- tell your doctor if you are pregnant or plan to become pregnant. If you become pregnant while taking rilpivirine, call your doctor. Tell your doctor if you are breastfeeding. You should not breastfeed if you are infected with HIV or if you are taking rilpivirine.
- you should know that your body fat may increase or move to different areas of your body such as your breasts, upper back and neck, or around the middle of your body. Loss of fat from the legs, arms, and face can also happen.
- you should know that rilpivirine may cause changes in your thoughts, behavior, or mental health. Call your doctor immediately if you develop any of the following symptoms while you are taking rilpivirine: new or worsening depression; feeling sad, hopeless, anxious, or restless; or thinking about killing yourself or planning or trying to do so. Be sure your family knows which symptoms may be serious so that they can call your doctor if you are unable to seek treatment on your own.
- you should know that while you are taking medications to treat HIV infection, your immune system may get stronger and begin to fight other infections that were already in your body or cause other conditions to occur. This may cause you to develop symptoms of those infections or conditions. If you have new or worsening symptoms after starting treatment with rilpivirine, be sure to tell your doctor.
What special dietary instructions should I follow?
Unless your doctor tells you otherwise, continue your normal diet.
What should I do if I forget to take a dose?
Take the missed dose as soon as you remember it, with a meal. However, if it has been more than 12 hours since your last dose, skip the missed dose and continue your regular dosing schedule. Do not take a double dose to make up for a missed one.
What should I do in case of overdose?
In case of overdose, call the poison control helpline at 1-800-222-1222. Information is also available online at https://www.poisonhelp.org/help . If the victim has collapsed, had a seizure, has trouble breathing, or can't be awakened, immediately call emergency services at 911.
What side effects can this medicine cause?
Rilpivirine may cause side effects. Tell your doctor if any of these symptoms are severe or do not go away:
- difficulty falling asleep or staying asleep
- abdominal pain
Some side effects can be serious. If you experience any of these symptoms, or those listed in the SPECIAL PRECAUTIONS section, call your doctor immediately:
- yellowing of skin or eyes, pain on the right side of the stomach, nausea, vomiting, light colored stools, dark colored urine
Some side effects can be serious. If you experience any of these symptoms stop taking rilpivirine and call your doctor immediately or get emergency medical treatment:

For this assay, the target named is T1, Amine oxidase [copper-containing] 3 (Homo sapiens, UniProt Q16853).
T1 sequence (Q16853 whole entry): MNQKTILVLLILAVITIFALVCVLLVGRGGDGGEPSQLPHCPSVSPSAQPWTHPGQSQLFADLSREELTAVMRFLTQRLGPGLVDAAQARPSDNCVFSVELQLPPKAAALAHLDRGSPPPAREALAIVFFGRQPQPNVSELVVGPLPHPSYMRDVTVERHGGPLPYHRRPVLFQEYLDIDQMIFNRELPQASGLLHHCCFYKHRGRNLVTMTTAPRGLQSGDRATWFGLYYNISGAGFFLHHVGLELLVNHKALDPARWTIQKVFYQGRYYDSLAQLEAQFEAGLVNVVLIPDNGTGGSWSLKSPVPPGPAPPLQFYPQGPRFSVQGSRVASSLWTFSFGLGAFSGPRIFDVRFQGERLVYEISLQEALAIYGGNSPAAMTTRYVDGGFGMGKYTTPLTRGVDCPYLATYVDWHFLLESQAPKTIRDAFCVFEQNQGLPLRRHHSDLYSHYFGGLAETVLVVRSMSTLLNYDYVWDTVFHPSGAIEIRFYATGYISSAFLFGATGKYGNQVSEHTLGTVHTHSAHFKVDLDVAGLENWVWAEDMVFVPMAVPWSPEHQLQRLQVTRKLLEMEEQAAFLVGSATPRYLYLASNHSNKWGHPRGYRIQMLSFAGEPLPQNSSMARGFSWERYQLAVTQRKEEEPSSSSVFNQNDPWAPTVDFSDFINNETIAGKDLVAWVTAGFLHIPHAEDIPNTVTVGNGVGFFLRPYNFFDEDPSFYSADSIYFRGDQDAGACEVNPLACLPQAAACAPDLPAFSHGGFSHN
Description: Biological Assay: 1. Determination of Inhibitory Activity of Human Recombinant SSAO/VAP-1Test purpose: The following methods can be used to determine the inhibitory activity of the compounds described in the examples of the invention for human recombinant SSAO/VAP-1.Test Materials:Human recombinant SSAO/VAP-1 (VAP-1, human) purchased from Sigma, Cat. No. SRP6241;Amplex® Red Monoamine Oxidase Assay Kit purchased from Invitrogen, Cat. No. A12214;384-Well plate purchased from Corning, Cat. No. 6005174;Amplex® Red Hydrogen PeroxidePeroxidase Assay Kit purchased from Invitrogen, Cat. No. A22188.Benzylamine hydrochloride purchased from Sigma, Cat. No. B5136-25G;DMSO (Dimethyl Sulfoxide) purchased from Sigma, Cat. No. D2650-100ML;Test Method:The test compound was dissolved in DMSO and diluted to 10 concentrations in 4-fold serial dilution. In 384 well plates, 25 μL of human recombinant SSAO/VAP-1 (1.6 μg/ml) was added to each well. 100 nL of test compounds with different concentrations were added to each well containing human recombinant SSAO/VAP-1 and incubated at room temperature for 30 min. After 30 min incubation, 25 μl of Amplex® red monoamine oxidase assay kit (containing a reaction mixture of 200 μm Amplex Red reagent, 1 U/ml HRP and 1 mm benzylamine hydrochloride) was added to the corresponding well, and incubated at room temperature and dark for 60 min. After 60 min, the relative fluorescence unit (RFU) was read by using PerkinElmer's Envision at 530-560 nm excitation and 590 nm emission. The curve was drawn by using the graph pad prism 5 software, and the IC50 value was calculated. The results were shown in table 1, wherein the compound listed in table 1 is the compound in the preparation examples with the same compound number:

- rash along with fever, swelling of the face, lips, mouth, tongue, or throat, blisters, trouble breathing or swallowing, mouth sores, redness or swelling of the eyes (conjunctivitis), pain on the right side of the stomach (abdominal) area, or dark colored urine
Rilpivirine may cause other side effects. Call your doctor if you have any unusual problems while taking this medication.
If you experience a serious side effect, you or your doctor may send a report to the Food and Drug Administration's (FDA) MedWatch Adverse Event Reporting program online ( http://www.fda.gov/Safety/MedWatch ) or by phone (1-800-332-1088).
What should I know about storage and disposal of this medication?
Keep this medication in the container it came in, tightly closed, and out of reach of children. Store it at room temperature and away from light, excess heat and moisture (not in the bathroom).
It is important to keep all medication out of sight and reach of children as many containers (such as weekly pill minders and those for eye drops, creams, patches, and inhalers) are not child-resistant and young children can open them easily. To protect young children from poisoning, always lock safety caps and immediately place the medication in a safe location – one that is up and away and out of their sight and reach. http://www.upandaway.org
Unneeded medications should be disposed of in special ways to ensure that pets, children, and other people cannot consume them. However, you should not flush this medication down the toilet. Instead, the best way to dispose of your medication is through a medicine take-back program. Talk to your pharmacist or contact your local garbage/recycling department to learn about take-back programs in your community. See the FDA's Safe Disposal of Medicines website ( http://goo.gl/c4Rm4p ) for more information if you do not have access to a take-back program.
What other information should I know?
Keep all appointments with your doctor and the laboratory. Your doctor will order certain lab tests to check your body's response to rilpivirine.
Do not let anyone else take your medication. Ask your pharmacist any questions you have about refilling your prescription.
Keep a supply of rilpivirine on hand. Do not wait until you run out of medication to refill your prescription.
It is important for you to keep a written list of all of the prescription and nonprescription (over-the-counter) medicines you are taking, as well as any products such as vitamins, minerals, or other dietary supplements. You should bring this list with you each time you visit a doctor or if you are admitted to a hospital. It is also important information to carry with you in case of emergencies.